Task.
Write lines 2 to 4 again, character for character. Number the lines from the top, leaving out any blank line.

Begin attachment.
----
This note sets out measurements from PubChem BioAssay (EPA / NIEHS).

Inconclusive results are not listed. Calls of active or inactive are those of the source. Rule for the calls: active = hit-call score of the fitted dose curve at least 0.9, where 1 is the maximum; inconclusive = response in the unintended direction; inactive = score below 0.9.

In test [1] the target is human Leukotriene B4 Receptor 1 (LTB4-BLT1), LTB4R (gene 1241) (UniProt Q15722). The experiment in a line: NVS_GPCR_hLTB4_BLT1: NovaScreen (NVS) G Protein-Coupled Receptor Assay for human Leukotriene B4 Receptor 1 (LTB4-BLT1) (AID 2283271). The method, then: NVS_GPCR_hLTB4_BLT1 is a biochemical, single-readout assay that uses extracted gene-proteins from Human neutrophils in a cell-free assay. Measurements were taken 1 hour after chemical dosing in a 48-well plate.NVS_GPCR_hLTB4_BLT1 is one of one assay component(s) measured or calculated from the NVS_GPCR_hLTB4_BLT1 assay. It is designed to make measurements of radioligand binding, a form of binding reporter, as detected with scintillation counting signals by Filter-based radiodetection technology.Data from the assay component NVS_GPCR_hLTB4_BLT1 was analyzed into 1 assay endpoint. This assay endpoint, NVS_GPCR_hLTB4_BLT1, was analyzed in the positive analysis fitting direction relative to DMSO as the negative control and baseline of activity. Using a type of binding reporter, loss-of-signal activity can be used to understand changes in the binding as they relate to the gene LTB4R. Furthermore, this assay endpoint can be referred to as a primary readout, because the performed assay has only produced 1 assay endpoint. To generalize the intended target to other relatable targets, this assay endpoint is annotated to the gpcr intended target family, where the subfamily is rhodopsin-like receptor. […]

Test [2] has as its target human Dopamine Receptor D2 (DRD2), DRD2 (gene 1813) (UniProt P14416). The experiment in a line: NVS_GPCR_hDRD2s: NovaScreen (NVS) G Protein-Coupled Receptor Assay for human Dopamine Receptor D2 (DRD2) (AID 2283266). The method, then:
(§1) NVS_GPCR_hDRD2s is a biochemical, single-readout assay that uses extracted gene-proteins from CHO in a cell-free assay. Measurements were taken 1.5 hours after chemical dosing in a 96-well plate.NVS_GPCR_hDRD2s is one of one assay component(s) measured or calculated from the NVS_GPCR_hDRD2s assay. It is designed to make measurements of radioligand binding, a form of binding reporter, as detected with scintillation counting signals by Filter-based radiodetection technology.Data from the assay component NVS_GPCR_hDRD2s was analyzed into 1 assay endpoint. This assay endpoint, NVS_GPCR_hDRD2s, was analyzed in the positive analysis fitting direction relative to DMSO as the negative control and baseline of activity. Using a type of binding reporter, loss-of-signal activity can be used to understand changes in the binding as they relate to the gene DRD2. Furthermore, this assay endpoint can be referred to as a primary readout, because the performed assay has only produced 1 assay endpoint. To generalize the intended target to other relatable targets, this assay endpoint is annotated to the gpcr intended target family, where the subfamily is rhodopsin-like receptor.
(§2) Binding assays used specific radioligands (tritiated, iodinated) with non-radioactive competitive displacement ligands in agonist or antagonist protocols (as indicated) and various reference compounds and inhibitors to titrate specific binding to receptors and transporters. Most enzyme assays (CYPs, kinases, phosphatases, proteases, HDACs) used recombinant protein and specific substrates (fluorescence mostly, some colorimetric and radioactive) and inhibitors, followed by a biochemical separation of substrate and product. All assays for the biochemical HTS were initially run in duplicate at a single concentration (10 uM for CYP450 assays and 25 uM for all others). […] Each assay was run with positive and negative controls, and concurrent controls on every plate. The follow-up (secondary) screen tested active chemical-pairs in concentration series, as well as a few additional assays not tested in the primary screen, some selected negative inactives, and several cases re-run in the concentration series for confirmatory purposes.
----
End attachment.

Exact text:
Inconclusive results are not listed. Calls of active or inactive are those of the source. Rule for the calls: active = hit-call score of the fitted dose curve at least 0.9, where 1 is the maximum; inconclusive = response in the unintended direction; inactive = score below 0.9.

In test [1] the target is human Leukotriene B4 Receptor 1 (LTB4-BLT1), LTB4R (gene 1241) (UniProt Q15722). The experiment in a line: NVS_GPCR_hLTB4_BLT1: NovaScreen (NVS) G Protein-Coupled Receptor Assay for human Leukotriene B4 Receptor 1 (LTB4-BLT1) (AID 2283271). The method, then: NVS_GPCR_hLTB4_BLT1 is a biochemical, single-readout assay that uses extracted gene-proteins from Human neutrophils in a cell-free assay. Measurements were taken 1 hour after chemical dosing in a 48-well plate.NVS_GPCR_hLTB4_BLT1 is one of one assay component(s) measured or calculated from the NVS_GPCR_hLTB4_BLT1 assay. It is designed to make measurements of radioligand binding, a form of binding reporter, as detected with scintillation counting signals by Filter-based radiodetection technology.Data from the assay component NVS_GPCR_hLTB4_BLT1 was analyzed into 1 assay endpoint. This assay endpoint, NVS_GPCR_hLTB4_BLT1, was analyzed in the positive analysis fitting direction relative to DMSO as the negative control and baseline of activity. Using a type of binding reporter, loss-of-signal activity can be used to understand changes in the binding as they relate to the gene LTB4R. Furthermore, this assay endpoint can be referred to as a primary readout, because the performed assay has only produced 1 assay endpoint. To generalize the intended target to other relatable targets, this assay endpoint is annotated to the gpcr intended target family, where the subfamily is rhodopsin-like receptor. […]

Test [2] has as its target human Dopamine Receptor D2 (DRD2), DRD2 (gene 1813) (UniProt P14416). The experiment in a line: NVS_GPCR_hDRD2s: NovaScreen (NVS) G Protein-Coupled Receptor Assay for human Dopamine Receptor D2 (DRD2) (AID 2283266). The method, then: